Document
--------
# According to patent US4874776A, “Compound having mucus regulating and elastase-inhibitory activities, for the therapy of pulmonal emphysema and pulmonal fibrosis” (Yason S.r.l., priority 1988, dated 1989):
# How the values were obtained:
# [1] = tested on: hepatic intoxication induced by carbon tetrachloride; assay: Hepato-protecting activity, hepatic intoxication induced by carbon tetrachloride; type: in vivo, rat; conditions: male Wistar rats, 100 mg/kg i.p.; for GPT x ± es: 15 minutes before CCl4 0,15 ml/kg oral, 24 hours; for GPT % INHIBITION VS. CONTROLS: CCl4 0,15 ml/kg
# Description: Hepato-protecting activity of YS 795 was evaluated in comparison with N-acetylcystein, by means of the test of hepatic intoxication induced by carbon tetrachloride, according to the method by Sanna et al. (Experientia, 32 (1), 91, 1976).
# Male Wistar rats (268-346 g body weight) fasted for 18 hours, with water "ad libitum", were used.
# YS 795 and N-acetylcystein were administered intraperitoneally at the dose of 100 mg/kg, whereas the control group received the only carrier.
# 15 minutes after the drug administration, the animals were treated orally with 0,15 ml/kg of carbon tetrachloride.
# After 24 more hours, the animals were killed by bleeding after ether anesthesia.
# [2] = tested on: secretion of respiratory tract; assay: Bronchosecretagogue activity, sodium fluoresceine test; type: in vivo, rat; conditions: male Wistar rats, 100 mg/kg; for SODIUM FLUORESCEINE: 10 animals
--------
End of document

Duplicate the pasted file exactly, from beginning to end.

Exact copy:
# According to patent US4874776A, “Compound having mucus regulating and elastase-inhibitory activities, for the therapy of pulmonal emphysema and pulmonal fibrosis” (Yason S.r.l., priority 1988, dated 1989):
# How the values were obtained:
# [1] = tested on: hepatic intoxication induced by carbon tetrachloride; assay: Hepato-protecting activity, hepatic intoxication induced by carbon tetrachloride; type: in vivo, rat; conditions: male Wistar rats, 100 mg/kg i.p.; for GPT x ± es: 15 minutes before CCl4 0,15 ml/kg oral, 24 hours; for GPT % INHIBITION VS. CONTROLS: CCl4 0,15 ml/kg
# Description: Hepato-protecting activity of YS 795 was evaluated in comparison with N-acetylcystein, by means of the test of hepatic intoxication induced by carbon tetrachloride, according to the method by Sanna et al. (Experientia, 32 (1), 91, 1976).
# Male Wistar rats (268-346 g body weight) fasted for 18 hours, with water "ad libitum", were used.
# YS 795 and N-acetylcystein were administered intraperitoneally at the dose of 100 mg/kg, whereas the control group received the only carrier.
# 15 minutes after the drug administration, the animals were treated orally with 0,15 ml/kg of carbon tetrachloride.
# After 24 more hours, the animals were killed by bleeding after ether anesthesia.
# [2] = tested on: secretion of respiratory tract; assay: Bronchosecretagogue activity, sodium fluoresceine test; type: in vivo, rat; conditions: male Wistar rats, 100 mg/kg; for SODIUM FLUORESCEINE: 10 animals